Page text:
Ref N° 233

Micro-Projects in the Eastern Cape: Phase 1 review and formulation of Phase 2

South Africa
Overall project value (EUR)
€ 159 754
Origin of funding
Proportion carried out by legal entity
Consortium members
AEDES (Framework contract Lot 8)
Start date
July 2005
End date
October 2005
Number of staff provided
159 w/d

Detailed description of project Back

The Eastern Cape is one of the poorest of South Africa’s nine provinces. Just over half the population have adequate access to safe water and under one-third are served by electricity. Despite strong economic performance is 2000 and 2001 when the province’s economy grew by 6,2% and 5,3% respectively, it is overly dependent on limited export-oriented principally automotive industry, which because of being capital intensive, has not led to employment opportunities. The Provincial Growth and Development Plan (PGDP) indicates that only about one-third of the province’s 6,5 million people live in urban areas. The unemployment rate is the highest in South Africa (approx. 55%) in 1999 compared with the 1996 national average figure of 34%. Approximately two-thirds of the population (one million households), survive below the poverty line. The challenge posed by poverty is compounded by an estimated 58% literacy rate; experience indicates that functional literacy levels are likely to be considerably lower. Following a Micro-Projects Programme (MPP) approved in 1995 a new MPP agreement was signed. The Mvula Trust is currently implementing the first Phase of the MPP, valued at EUR 9,45 million. Of this total, EUR 8 million (84,6%) is contributed by the European Community. The programme’s purpose is (i) to provide the targeted grassroots organisations with the required physical assets, technical support and networking with relevant stakeholders that is required to build their capacity to plan, manage and make adequate use of these assets, and (ii) to strengthen the implementing agent’s intervention capacities and sustainability.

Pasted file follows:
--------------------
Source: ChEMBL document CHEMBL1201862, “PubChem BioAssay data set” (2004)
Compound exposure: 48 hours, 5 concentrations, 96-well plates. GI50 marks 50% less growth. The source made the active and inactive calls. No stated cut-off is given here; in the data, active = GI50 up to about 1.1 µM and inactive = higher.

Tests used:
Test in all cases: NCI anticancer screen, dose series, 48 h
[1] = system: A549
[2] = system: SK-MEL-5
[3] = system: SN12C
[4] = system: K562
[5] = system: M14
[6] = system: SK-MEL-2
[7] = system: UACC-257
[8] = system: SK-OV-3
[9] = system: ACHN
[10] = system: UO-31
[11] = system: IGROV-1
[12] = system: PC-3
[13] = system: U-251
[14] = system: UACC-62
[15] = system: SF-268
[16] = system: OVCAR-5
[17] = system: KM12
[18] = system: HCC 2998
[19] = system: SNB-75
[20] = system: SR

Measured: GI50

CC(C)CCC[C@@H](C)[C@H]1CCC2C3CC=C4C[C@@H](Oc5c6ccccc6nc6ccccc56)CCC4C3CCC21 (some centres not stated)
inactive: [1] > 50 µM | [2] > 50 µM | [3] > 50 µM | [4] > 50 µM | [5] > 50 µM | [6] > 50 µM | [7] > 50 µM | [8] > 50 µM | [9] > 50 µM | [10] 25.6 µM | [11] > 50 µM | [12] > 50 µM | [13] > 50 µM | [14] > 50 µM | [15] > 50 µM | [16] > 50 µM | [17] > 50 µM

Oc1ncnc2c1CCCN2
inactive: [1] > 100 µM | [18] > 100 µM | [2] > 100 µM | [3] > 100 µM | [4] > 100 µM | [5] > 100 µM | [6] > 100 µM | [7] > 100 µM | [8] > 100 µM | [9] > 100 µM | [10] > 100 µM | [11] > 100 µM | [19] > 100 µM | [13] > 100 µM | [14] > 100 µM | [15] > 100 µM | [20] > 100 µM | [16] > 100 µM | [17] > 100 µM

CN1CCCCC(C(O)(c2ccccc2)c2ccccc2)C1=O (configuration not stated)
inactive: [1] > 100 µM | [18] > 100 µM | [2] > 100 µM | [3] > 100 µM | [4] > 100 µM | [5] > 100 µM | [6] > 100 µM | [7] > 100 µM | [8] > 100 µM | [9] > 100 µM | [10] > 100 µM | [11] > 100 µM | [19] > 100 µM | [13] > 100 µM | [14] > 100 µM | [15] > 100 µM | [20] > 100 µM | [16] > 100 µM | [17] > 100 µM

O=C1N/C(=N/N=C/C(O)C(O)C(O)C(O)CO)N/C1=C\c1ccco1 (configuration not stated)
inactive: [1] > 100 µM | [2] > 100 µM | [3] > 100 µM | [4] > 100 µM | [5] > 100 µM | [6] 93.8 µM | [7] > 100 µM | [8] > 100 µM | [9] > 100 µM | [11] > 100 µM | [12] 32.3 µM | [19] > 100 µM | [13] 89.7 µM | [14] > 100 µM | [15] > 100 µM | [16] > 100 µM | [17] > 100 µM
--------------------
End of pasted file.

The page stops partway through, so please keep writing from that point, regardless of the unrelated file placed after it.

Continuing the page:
The outputs of the current phase of the programme are (i) the provision of basic infrastructure in education, health, roads, social amenities, agriculture and related sectors in the target communities, (ii) the establishment of partnerships with relevant stakeholders at provincial and local level, (iii) the enhancement of the skills of community members, and (iv) the improvement of Mvula’s organisational capacity and financial sustainability.

Based upon given government poverty alleviation policies and institutional arrangements, the purpose of this study is:

  • To advise on whether there is a need for micro-projects, and if so, what the nature of micro-projects should be;
  • To propose what approach and institutional channels should be used to realise the developmental objectives;
  • To provide an assessment of the feasibility of repeating the current delivery structure in a second phase;
  • To propose an appropriate delivery mechanism that ensures demand-driven project selection as well as government partnership in delivery.

Type of services provided

PROMAN provided the services of a team with extensive rural development expertise and the knowledge of best practice in development internationally. In addition, the team had extensive experience of development in the South African context and the South African institutional, policy and funding environment.

The team consisted of three members:

  • A lead consultant with extensive understanding and practical experience of poverty alleviation and demand-driven community-based initiatives to reduce poverty, in combination with strong experience of EU programme design, participatory planning and logical framework planning techniques;
  • Two local experts in the areas of South African government institutional arrangements and poverty alleviation resources, both with a knowledge of research through focus groups and experience in reviewing EU funded programmes.

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